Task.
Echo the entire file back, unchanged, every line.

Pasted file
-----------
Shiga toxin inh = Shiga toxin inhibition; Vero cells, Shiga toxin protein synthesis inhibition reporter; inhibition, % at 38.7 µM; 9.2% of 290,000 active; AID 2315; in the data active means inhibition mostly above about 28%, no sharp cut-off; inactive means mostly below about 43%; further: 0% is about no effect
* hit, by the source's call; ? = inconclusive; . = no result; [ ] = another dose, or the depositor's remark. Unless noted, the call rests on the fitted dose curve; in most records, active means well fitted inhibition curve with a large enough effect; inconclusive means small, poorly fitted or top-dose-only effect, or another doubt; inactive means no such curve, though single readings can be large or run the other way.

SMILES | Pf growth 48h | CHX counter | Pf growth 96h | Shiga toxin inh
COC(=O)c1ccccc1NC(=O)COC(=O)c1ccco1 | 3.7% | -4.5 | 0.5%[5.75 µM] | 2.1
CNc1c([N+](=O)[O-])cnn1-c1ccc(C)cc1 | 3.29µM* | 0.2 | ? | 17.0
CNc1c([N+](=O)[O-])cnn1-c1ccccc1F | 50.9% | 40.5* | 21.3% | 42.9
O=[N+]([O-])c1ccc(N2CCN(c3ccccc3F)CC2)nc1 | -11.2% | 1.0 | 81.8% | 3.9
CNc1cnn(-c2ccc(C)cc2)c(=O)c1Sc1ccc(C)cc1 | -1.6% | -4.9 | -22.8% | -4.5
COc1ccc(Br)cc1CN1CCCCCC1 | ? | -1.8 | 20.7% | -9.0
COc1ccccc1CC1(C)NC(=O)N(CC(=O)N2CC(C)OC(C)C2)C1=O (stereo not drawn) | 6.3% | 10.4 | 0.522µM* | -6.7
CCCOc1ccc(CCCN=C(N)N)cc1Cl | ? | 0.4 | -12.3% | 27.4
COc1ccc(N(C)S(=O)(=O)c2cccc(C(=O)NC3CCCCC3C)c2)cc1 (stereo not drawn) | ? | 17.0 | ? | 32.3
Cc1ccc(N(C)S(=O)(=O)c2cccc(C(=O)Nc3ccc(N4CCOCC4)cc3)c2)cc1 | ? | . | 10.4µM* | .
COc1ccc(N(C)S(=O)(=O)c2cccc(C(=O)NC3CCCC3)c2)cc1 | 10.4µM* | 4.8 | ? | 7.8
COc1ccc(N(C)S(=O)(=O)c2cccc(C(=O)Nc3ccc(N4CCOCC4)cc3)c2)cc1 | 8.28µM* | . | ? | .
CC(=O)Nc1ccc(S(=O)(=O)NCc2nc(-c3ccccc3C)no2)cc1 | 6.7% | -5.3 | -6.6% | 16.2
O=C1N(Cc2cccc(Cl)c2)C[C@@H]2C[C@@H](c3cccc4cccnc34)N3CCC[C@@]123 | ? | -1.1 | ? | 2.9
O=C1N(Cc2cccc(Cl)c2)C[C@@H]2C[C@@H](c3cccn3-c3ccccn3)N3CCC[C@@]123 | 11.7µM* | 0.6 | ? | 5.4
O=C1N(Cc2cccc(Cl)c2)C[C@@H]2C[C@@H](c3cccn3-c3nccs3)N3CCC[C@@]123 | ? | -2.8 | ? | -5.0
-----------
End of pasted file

Shiga toxin inh = Shiga toxin inhibition; Vero cells, Shiga toxin protein synthesis inhibition reporter; inhibition, % at 38.7 µM; 9.2% of 290,000 active; AID 2315; in the data active means inhibition mostly above about 28%, no sharp cut-off; inactive means mostly below about 43%; further: 0% is about no effect
* hit, by the source's call; ? = inconclusive; . = no result; [ ] = another dose, or the depositor's remark. Unless noted, the call rests on the fitted dose curve; in most records, active means well fitted inhibition curve with a large enough effect; inconclusive means small, poorly fitted or top-dose-only effect, or another doubt; inactive means no such curve, though single readings can be large or run the other way.

SMILES | Pf growth 48h | CHX counter | Pf growth 96h | Shiga toxin inh
COC(=O)c1ccccc1NC(=O)COC(=O)c1ccco1 | 3.7% | -4.5 | 0.5%[5.75 µM] | 2.1
CNc1c([N+](=O)[O-])cnn1-c1ccc(C)cc1 | 3.29µM* | 0.2 | ? | 17.0
CNc1c([N+](=O)[O-])cnn1-c1ccccc1F | 50.9% | 40.5* | 21.3% | 42.9
O=[N+]([O-])c1ccc(N2CCN(c3ccccc3F)CC2)nc1 | -11.2% | 1.0 | 81.8% | 3.9
CNc1cnn(-c2ccc(C)cc2)c(=O)c1Sc1ccc(C)cc1 | -1.6% | -4.9 | -22.8% | -4.5
COc1ccc(Br)cc1CN1CCCCCC1 | ? | -1.8 | 20.7% | -9.0
COc1ccccc1CC1(C)NC(=O)N(CC(=O)N2CC(C)OC(C)C2)C1=O (stereo not drawn) | 6.3% | 10.4 | 0.522µM* | -6.7
CCCOc1ccc(CCCN=C(N)N)cc1Cl | ? | 0.4 | -12.3% | 27.4
COc1ccc(N(C)S(=O)(=O)c2cccc(C(=O)NC3CCCCC3C)c2)cc1 (stereo not drawn) | ? | 17.0 | ? | 32.3
Cc1ccc(N(C)S(=O)(=O)c2cccc(C(=O)Nc3ccc(N4CCOCC4)cc3)c2)cc1 | ? | . | 10.4µM* | .
COc1ccc(N(C)S(=O)(=O)c2cccc(C(=O)NC3CCCC3)c2)cc1 | 10.4µM* | 4.8 | ? | 7.8
COc1ccc(N(C)S(=O)(=O)c2cccc(C(=O)Nc3ccc(N4CCOCC4)cc3)c2)cc1 | 8.28µM* | . | ? | .
CC(=O)Nc1ccc(S(=O)(=O)NCc2nc(-c3ccccc3C)no2)cc1 | 6.7% | -5.3 | -6.6% | 16.2
O=C1N(Cc2cccc(Cl)c2)C[C@@H]2C[C@@H](c3cccc4cccnc34)N3CCC[C@@]123 | ? | -1.1 | ? | 2.9
O=C1N(Cc2cccc(Cl)c2)C[C@@H]2C[C@@H](c3cccn3-c3ccccn3)N3CCC[C@@]123 | 11.7µM* | 0.6 | ? | 5.4
O=C1N(Cc2cccc(Cl)c2)C[C@@H]2C[C@@H](c3cccn3-c3nccs3)N3CCC[C@@]123 | ? | -2.8 | ? | -5.0